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UTAS newcomer awarded 2012 Edgeworth David Medal

Jo WhittakerCongratulations to Dr Jo Whittaker

UTAS is congratulating - and welcoming - Dr Jo Whittaker, who recently joined the Institute for Marine and Antarctic Studies (IMAS).

Dr Whittaker, whose research focuses on plate tectonics and geodynamics, has been awarded the prestigious Edgeworth David Medal for 2013.

The medal is awarded for distinguished contributions by a young scientist for work done mainly in Australia or its territories, or contributing to the advancement of Australian science, in any scientific discipline.

It is presented by the Royal Society of New South Wales and is named after pioneering geologist and longstanding supporter of the Society, Sir Edgeworth David, who wrote the first comprehensive record of the geology of Australia.

In 2010, Dr Whittaker was also awarded the Australian Institute of Policy and Science NSW Tall Poppy award. She has an excellent peer-reviewed publication record, and has been invited to present at a number of Australian and international conferences.

“I did research on plate tectonic reconstructions between Australia and Antarctica a while ago which was published in Science.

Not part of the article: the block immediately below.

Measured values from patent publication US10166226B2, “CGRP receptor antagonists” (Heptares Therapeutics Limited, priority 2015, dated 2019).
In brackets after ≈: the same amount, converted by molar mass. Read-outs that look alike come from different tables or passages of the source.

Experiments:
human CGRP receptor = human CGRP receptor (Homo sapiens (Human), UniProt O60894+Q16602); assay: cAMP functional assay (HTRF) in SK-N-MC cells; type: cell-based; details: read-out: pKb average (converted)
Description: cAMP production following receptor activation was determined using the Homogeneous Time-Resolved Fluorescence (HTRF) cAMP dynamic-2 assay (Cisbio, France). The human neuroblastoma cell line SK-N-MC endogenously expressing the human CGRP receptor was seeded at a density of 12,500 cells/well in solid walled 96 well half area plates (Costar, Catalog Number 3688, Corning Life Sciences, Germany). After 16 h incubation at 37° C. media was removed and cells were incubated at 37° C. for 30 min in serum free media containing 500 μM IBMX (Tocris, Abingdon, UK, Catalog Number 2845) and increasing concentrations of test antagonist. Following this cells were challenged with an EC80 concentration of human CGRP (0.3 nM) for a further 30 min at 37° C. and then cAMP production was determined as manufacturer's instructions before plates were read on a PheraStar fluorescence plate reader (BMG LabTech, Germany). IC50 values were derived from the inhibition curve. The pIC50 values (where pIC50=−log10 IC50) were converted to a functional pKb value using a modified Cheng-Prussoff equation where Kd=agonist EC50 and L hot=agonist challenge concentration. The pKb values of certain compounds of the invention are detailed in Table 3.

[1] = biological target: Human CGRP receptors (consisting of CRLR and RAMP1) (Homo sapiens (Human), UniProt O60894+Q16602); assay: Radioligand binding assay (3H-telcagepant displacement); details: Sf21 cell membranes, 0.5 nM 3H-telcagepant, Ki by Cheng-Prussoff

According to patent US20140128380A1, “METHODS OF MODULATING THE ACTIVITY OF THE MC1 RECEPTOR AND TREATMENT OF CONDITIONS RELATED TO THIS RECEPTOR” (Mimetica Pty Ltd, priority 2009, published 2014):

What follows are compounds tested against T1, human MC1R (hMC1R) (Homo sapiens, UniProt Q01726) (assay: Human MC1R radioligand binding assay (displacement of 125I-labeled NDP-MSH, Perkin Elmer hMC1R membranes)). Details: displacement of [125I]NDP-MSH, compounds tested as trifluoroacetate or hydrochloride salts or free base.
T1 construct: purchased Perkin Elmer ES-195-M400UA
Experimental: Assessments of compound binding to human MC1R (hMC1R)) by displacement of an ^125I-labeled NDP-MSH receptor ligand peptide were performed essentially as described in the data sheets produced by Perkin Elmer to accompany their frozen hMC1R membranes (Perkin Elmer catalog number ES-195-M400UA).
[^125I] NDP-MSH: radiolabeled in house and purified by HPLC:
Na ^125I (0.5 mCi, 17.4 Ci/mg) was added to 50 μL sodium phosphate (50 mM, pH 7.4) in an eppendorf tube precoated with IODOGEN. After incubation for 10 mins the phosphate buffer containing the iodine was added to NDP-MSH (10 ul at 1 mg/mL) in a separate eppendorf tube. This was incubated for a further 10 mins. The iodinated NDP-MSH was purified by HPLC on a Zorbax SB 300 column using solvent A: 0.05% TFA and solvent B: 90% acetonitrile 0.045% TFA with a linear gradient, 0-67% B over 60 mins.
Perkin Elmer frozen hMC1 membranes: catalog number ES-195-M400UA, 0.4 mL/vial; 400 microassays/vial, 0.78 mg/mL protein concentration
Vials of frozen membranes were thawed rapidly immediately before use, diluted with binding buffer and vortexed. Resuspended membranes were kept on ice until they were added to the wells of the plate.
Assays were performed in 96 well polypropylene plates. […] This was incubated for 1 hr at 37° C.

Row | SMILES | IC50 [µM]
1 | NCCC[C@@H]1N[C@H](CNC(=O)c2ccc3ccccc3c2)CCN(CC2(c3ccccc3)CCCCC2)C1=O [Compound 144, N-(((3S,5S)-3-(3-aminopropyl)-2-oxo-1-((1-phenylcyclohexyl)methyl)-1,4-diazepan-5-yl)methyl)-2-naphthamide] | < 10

“We showed there was a major change in the direction of the motion between the two plates, which correlates temporally with a more widely known plate tectonic reorganisation about 50 million years.

“For the first time we had evidence outside of the Pacific that this was happening on a more regional scale and speculated as to the cause of that.”

Dr Whittaker is pleased to receive the Edgeworth David Medal, which was first awarded in 1948, and is only the third geoscientist to have been awarded the medal.

Dr Whittaker almost didn’t go into the field of geoscience at all. Thinking she might want to be an accountant, she studied a combined degree in science and commerce at the University of Sydney. She later decided on Honours in Geophysics, putting accountancy firmly in the background, and followed this with a Masters in New Zealand.

“I saw an ad that said, ‘Do you want to go and to Antarctica and do a Masters’ and I said where do I sign?” she said.

“Things could have been very different- but no doubt they need accountants in Antarctica too.”

After a PhD and postdoc at the University of Sydney, with some industry work in between, Dr Whitaker came to UTAS, saying IMAS’ Director Mike Coffin was a drawcard.

“He is a well-known geophysicist and is definitely someone to work with in that field.”

The Medal will be officially presented to Dr Whitaker at a dinner in Sydney this April.

Image: Dr Jo Whittaker.

Published on: 15 Feb 2013 3:13pm